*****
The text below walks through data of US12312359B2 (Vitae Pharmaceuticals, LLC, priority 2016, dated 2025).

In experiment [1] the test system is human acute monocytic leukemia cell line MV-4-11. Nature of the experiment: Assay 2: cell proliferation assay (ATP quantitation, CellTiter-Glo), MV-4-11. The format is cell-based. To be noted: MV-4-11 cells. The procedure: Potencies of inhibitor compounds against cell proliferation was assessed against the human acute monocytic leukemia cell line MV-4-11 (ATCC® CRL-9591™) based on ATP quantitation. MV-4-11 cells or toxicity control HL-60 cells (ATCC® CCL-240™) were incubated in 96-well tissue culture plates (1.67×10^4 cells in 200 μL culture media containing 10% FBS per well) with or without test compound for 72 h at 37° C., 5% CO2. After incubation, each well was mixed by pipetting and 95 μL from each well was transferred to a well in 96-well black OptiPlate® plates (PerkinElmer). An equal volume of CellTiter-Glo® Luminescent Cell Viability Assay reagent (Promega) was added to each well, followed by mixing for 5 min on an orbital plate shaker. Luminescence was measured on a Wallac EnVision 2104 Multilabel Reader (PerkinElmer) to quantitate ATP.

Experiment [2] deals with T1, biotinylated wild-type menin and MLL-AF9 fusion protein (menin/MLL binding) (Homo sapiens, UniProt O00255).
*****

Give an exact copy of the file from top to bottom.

The text below walks through data of US12312359B2 (Vitae Pharmaceuticals, LLC, priority 2016, dated 2025).

In experiment [1] the test system is human acute monocytic leukemia cell line MV-4-11. Nature of the experiment: Assay 2: cell proliferation assay (ATP quantitation, CellTiter-Glo), MV-4-11. The format is cell-based. To be noted: MV-4-11 cells. The procedure: Potencies of inhibitor compounds against cell proliferation was assessed against the human acute monocytic leukemia cell line MV-4-11 (ATCC® CRL-9591™) based on ATP quantitation. MV-4-11 cells or toxicity control HL-60 cells (ATCC® CCL-240™) were incubated in 96-well tissue culture plates (1.67×10^4 cells in 200 μL culture media containing 10% FBS per well) with or without test compound for 72 h at 37° C., 5% CO2. After incubation, each well was mixed by pipetting and 95 μL from each well was transferred to a well in 96-well black OptiPlate® plates (PerkinElmer). An equal volume of CellTiter-Glo® Luminescent Cell Viability Assay reagent (Promega) was added to each well, followed by mixing for 5 min on an orbital plate shaker. Luminescence was measured on a Wallac EnVision 2104 Multilabel Reader (PerkinElmer) to quantitate ATP.

Experiment [2] deals with T1, biotinylated wild-type menin and MLL-AF9 fusion protein (menin/MLL binding) (Homo sapiens, UniProt O00255).